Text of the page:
Because ERISA's purpose is to "provide a uniform regulatory regime over employee benefit plans," ERISA contains "expansive" preemption provisions. Aetna Health Inc. v. Davila, 542 U.S. 200, 208 (2004). Section 514(a) of ERISA preempts "any and all State laws insofar as they may now or hereafter relate to any employee benefit plan." 29 U.S.C. § 1144. The preemption extends not just to state statutes but also to state causes of action that "relate to" ERISA plans. Pilot Life Ins. Co. v. Dedeaux, 481 U.S. 41, 47-48 (1987). In a nutshell: any state-law cause of action that duplicates, supplements, or supplants the ERISA civil enforcement remedy conflicts with the clear congressional intent to make the ERISA remedy exclusive and is therefore pre-empted.
Davila, 542 U.S. at 209.
Here, plaintiff asserts claims for conversion, constructive fraud and unjust enrichment, all based on the theory that the defendants should not be allowed to keep the welfare plan contributions if they are not going to provide the corresponding welfare benefits. As such, plaintiff's claims are essentially either (1) claims for denial of benefits under § 502(a)(1)(B) of ERISA or (2) claims for refund of improperly paid ERISA plan contributions. See 29 U.S.C. § 1132(a)(1)(B); UIU Severance Pay Trust Fund v. Local Union No. 18-U, 998 F.2d 509, 512-513 (7th Cir. 1993) (authorizing cause of action under ERISA for return of mistakenly-paid ERISA plan contributions). As such, they duplicate or supplement claims under ERISA and are preempted. Davila, 542 U.S. at 209; cf. Central States, SE and SW Areas Health and Welfare Fund v. Neurobehavioral Assoc., P.A., 53 F.3d 172, 175 (7th Cir. 1995). Accordingly, plaintiff's state law claims are dismissed with prejudice.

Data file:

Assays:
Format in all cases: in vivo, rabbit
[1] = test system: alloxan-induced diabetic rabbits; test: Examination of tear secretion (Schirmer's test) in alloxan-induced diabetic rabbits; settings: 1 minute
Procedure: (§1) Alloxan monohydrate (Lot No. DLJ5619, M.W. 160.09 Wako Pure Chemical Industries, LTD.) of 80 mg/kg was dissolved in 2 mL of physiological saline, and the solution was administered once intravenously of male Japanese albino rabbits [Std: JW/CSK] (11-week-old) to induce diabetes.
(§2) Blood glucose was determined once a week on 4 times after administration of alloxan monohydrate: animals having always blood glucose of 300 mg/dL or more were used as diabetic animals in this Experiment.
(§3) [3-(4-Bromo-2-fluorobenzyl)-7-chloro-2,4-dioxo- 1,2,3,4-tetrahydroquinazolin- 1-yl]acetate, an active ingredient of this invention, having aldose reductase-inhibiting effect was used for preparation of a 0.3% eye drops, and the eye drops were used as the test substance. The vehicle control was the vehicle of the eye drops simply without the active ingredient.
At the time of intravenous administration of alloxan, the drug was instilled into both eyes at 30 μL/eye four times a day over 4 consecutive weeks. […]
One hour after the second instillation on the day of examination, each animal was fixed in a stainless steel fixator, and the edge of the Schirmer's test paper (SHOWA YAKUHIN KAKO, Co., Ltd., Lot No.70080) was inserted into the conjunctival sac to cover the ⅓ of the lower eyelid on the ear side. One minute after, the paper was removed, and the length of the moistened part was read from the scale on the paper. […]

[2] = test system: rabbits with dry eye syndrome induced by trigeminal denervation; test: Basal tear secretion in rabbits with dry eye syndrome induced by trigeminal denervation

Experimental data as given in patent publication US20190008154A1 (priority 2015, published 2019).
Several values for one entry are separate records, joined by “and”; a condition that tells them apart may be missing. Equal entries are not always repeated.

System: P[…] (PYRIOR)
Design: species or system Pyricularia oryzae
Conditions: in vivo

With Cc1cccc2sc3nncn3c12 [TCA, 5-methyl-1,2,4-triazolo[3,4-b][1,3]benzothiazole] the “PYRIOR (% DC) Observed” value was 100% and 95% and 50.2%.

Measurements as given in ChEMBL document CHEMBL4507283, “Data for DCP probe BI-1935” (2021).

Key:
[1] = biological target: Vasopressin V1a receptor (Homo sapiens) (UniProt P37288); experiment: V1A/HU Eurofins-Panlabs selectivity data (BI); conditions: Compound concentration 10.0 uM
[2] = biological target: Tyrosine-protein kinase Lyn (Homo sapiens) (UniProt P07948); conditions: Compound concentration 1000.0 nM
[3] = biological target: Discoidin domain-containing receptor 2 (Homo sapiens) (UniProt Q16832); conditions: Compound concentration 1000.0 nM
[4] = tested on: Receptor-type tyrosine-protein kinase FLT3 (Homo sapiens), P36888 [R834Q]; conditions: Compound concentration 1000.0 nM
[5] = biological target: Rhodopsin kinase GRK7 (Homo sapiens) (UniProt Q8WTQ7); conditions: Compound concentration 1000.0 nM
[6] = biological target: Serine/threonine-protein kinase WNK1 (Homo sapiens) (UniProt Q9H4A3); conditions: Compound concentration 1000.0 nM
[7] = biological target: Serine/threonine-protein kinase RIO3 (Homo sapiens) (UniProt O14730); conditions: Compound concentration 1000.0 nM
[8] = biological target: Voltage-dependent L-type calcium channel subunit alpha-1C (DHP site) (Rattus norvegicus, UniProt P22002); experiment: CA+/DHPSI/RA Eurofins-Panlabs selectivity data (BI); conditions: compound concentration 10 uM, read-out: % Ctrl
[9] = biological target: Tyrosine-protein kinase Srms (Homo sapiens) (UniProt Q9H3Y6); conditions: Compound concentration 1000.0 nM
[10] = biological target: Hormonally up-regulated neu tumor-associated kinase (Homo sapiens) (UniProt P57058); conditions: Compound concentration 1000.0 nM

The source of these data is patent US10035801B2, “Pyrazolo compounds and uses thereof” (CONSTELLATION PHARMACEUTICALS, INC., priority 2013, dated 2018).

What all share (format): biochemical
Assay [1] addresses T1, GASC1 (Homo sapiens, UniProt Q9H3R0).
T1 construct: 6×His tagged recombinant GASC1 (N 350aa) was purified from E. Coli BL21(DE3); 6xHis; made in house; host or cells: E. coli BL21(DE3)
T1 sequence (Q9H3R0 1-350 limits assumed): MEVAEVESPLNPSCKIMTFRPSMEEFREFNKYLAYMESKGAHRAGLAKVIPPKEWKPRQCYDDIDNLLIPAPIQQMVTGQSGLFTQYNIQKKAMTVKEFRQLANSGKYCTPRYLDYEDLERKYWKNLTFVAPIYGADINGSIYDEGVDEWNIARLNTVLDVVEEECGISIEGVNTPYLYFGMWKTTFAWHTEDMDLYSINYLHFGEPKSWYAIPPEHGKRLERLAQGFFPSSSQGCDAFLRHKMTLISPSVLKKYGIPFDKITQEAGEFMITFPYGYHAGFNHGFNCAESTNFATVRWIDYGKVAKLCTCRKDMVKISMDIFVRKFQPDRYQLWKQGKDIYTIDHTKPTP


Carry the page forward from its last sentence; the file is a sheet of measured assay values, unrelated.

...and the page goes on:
Normally, the Court would allow plaintiff to amend his complaint to state proper ERISA causes of action. Defendants, however, argue that plaintiff's ERISA claims should be dismissed for failure to exhaust administrative remedies. The Court agrees.